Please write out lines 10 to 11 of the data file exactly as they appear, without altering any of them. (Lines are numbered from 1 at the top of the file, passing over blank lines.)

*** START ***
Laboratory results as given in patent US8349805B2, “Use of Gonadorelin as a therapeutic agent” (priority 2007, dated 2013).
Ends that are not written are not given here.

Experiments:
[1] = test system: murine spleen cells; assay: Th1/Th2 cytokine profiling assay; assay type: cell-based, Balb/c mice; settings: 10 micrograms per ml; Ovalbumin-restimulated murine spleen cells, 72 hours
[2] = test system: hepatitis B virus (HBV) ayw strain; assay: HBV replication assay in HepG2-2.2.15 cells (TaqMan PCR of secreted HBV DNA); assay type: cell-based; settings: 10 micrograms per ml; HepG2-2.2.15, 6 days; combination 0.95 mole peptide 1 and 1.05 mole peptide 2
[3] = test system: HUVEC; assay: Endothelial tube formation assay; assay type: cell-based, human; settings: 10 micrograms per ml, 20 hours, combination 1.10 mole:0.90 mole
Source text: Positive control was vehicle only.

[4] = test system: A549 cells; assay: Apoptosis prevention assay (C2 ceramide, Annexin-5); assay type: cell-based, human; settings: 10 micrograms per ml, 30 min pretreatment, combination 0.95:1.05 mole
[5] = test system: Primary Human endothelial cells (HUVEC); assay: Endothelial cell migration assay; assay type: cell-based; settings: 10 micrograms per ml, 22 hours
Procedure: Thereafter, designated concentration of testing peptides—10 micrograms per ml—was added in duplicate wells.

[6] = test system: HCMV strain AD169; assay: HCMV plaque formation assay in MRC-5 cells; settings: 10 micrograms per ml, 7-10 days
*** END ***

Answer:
Procedure: Thereafter, designated concentration of testing peptides—10 micrograms per ml—was added in duplicate wells.

[6] = test system: HCMV strain AD169; assay: HCMV plaque formation assay in MRC-5 cells; settings: 10 micrograms per ml, 7-10 days